As part of the Asset Recovery Incentivisation Scheme run by the Home Office, some of the funds recovered will be returned to Greater Manchester Police, to help pay for further asset recovery work, or fund community projects. In 2020-21, a total of over £4.5 million will be returned to GMP.
Some of the community projects that have bid for a portion of this funding and received it, include Project Cheer in Manchester, which aims to provide kindness and festive cheer to the homeless, the We Stand Together campaign which aims to fight intolerance and promote a sense of community, as well as the Wigan Youth Zone.
Volunteer run Scam Busters, which operates within GMP as part of the Economic and Cyber Crime Section, also receives a fraction of the funds. Scam Busters is staffed by volunteers, who contact older victims of crime from a peer perspective, to give advice and support. Since its inception in 2018 they have contacted over 7,000 victims of fraud, and of those contacted, there have only been two repeat victims.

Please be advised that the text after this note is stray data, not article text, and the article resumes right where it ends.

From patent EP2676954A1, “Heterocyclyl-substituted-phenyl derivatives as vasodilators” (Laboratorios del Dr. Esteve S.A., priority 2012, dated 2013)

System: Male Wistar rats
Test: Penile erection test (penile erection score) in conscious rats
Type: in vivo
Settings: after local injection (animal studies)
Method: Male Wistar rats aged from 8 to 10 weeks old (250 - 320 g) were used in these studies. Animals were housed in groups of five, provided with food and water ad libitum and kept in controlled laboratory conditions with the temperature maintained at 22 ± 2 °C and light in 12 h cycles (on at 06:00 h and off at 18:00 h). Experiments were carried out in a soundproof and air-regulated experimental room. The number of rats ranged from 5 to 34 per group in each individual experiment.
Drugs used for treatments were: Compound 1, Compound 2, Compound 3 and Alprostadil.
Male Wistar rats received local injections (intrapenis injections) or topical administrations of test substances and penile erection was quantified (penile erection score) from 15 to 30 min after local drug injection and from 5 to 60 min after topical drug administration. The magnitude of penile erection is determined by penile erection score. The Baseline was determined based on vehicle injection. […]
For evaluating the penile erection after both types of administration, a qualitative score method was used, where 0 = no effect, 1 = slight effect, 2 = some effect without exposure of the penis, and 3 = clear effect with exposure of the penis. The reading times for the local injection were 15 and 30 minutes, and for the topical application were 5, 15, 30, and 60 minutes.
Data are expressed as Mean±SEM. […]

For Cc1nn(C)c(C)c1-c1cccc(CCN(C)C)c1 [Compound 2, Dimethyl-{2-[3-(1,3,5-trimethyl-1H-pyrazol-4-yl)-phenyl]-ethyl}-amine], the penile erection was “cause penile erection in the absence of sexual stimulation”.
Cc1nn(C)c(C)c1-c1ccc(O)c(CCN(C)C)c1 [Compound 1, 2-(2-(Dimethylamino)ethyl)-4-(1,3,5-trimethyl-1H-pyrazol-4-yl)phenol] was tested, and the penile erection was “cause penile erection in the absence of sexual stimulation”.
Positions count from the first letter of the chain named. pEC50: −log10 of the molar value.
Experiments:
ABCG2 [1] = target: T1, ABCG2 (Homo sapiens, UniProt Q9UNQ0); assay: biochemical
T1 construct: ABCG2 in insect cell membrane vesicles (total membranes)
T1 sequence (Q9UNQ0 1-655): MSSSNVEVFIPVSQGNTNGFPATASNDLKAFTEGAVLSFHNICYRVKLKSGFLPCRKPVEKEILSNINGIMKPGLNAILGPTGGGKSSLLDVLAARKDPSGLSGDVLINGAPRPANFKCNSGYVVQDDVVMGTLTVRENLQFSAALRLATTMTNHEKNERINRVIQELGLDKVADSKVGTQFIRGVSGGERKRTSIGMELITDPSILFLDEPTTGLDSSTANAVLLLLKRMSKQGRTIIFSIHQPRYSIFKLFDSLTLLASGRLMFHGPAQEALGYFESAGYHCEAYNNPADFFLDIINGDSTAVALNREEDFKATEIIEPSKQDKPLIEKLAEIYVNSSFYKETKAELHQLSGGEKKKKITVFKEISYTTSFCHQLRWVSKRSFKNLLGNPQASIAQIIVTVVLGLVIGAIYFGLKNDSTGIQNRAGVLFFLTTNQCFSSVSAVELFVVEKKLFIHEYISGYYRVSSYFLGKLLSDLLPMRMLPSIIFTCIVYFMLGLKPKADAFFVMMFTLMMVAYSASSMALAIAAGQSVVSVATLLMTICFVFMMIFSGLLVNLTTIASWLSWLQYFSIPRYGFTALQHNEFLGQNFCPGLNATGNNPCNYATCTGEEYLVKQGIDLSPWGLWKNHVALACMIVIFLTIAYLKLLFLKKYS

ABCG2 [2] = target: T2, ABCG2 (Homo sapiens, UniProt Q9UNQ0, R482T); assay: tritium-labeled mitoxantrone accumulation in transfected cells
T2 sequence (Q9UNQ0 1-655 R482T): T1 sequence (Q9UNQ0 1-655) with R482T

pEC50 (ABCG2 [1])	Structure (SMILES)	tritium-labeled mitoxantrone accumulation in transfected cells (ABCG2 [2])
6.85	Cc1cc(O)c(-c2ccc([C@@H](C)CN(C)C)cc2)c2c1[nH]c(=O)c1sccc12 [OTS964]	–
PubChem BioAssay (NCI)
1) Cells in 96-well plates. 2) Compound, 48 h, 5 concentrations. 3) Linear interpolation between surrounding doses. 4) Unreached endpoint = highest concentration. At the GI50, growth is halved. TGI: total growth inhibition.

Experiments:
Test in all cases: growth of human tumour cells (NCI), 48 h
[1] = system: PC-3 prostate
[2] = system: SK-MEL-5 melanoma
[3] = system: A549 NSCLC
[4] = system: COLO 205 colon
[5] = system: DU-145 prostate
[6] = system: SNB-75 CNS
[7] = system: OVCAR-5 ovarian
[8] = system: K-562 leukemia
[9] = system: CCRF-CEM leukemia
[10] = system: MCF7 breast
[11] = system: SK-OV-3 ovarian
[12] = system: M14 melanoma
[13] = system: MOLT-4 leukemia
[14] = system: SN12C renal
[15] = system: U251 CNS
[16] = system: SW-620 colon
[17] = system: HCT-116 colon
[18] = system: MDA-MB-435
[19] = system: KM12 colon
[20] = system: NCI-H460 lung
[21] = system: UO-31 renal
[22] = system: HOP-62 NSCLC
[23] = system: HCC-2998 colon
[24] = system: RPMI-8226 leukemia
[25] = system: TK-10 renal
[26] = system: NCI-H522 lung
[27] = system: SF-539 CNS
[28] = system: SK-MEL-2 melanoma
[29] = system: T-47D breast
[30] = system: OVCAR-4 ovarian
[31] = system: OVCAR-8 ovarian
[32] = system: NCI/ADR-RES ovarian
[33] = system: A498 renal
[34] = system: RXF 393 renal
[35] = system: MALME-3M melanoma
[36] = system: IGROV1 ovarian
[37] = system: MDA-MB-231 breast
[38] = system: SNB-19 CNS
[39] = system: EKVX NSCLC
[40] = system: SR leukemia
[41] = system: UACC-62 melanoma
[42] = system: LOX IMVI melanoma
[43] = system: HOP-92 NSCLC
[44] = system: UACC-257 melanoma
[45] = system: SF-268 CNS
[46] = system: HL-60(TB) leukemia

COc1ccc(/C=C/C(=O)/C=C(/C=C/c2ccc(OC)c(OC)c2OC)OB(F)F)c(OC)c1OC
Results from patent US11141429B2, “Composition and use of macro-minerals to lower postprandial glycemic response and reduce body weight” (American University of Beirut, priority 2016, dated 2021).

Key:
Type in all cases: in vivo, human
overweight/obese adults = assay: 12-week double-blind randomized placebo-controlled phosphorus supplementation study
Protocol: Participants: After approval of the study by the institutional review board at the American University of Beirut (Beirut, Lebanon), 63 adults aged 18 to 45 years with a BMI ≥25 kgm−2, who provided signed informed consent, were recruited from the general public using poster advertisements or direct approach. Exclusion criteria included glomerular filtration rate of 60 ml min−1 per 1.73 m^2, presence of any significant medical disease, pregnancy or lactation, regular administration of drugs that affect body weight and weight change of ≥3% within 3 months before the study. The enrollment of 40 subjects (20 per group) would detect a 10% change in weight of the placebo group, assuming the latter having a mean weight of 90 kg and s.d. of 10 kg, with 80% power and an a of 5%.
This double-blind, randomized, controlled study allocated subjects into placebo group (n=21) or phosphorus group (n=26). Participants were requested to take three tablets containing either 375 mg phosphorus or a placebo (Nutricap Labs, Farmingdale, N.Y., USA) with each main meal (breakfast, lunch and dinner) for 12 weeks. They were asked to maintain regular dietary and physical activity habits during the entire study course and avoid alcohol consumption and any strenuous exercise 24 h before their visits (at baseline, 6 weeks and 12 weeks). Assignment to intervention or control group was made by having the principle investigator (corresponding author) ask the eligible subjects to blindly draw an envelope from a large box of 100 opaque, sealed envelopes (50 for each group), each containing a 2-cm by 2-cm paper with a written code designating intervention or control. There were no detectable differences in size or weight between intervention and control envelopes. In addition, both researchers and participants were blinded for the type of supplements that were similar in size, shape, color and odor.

Financial Investigations Manager, Ben Evans of the Economic and Cyber Crime Section said, "This represents our most successful year to date in terms of asset recovery and is especially outstanding considering the challenges faced due to the COVID pandemic.
"The officers and staff involved in asset recovery have worked hard under difficult circumstances and the figures show just how hard they have worked and how well they have performed.
"Although we're very pleased with these results, we are acutely aware that fighting Economic and Cyber Crime is relentless. We will continue to work diligently to remove criminal proceeds from the hands of those who seek to profit from criminality. Asset recovery legislation allows us to disrupt criminal enterprises, deter people from becoming involved in crime and recompense victims and communities blighted by criminality."
Who makes up the team?
Financial Investigations Manager, Ben Evans:
Ben Evans started in the Economic and Cyber Crime Section in 2013.